UPDATED 28 November | The first two FA-50 Golden Hawks for the the Philippine Air Force left South Korea on Friday 27 November according to Korea Aerospace Industries (KAI). The jets are expected to arrive in the Philippines later today, marking the end of a period that left the Philippine Air Force without any credible combat assets.
Update | The two Golden Hawks arrived in the Philippines on Saturday 28 November at 10.23 am local time. Pics are here.
Until 2005, the Philippines operated F-5A/B Freedom Fighters to protect its skies. Afterwards, Aermacchi S-211 trainer jets were modified for that role, but in reality these were insufficient to provide a credible air-to-air and air-to-ground capability.
The Philippine Air Force joins the air forces of South Korea and Indonesia in operating the type. Iraq has 24 Golden Hawks on order for F-16 pilot training. The first of those are now performing test flights from Sacheon.
The South Korean airbase of Cheongju for the next two weeks is the stage of a large Republic of Korea Air Force (ROKAF) biannual exercise called Soaring Eagle. Taking part is the old and the ROKAF stuff, from nearly obsolete F-4E Phantoms to new indigenous Korea Aerospace Industries FA-50 Golden Hawks.
In the ROKAF’s words, the aim of the large-scale aerial exercise aims is to boost capabilities of blocking enemies’ surprise infiltration and destroying key military assets – in other words, to block any effort of South Korea’s northern neighbour. The air force also wants to evaluate and improve the strategic and light attack combat capabilities of the FA-50. Two Golden Hawks take part in the exercise.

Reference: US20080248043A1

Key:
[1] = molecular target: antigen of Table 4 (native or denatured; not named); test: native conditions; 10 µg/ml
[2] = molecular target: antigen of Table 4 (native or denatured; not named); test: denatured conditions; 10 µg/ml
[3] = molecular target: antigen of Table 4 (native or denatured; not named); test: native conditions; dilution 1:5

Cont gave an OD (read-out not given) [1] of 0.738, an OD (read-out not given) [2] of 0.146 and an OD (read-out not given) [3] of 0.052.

Cheongju, visited by Airheadsfly.com editors in 2004, is located about 140 kilometers south of Seoul. The airbase is home to South Korea’s remaining F-4E Phantoms, and also provides ’Top Gun’ training for fighter pilots.
Next to FA-50s and F-4Es, also taking part in Soaring Eagle are F-5E, F-15K and KF-16 fighters. In total, forty aircraft are involved, as well as 320 personnel.
Thirteen Mil Mi-28NE Night Hunters (NATO-name Havoc) attack helicopters have been delivered to Iraq so far, Iraqi and Russian media reported this weekend. In 2012, a contract for 36 Mi-28NE Havocs and other military hardware was signed between Iraq and Russia, worth 4.2 billion USD
Iraq will use the attack helicopters for counter-terrorism operation. On Saturday 4 January, it was already reported that Iraq is attacking apparent terrorists in the west of the country, using Cessna/ATK AC-208B Combat Caravans. Last November, it was reported that Iraq started receiving the first four Mi-35M Hind-Es. Last autumn, the Iraqi pilots and technicians finalized their training in Russia.
Meanwhile, Iraqi pilots are also training in the US to fly the Lockheed Martin F-16 block 52 Fighting Falcon. The country is expecting delivery of the first of 36 F-16s it ordered in the US. The first 4.3 billion USD-contract for this order was signed in December 2011, and first deliveries are expected by September 2014. Procedures for forming the first squadron started roughly four months ago at Balad airbase in northern Baghdad.
Only last month, the Iraqi Air Force ordered 24 KAI T-50 supersonic advanced jet trainer and light attack aircraft on 12 December 2013. Iraq will use the Korea Aerospace Industries machines mainly as lead-in trainer for their 36 new F-16 Fighting Falcon multi-role fighters. The aircraft are designated T-50IQ
All in all, Iraq is building some serious airborne muscle.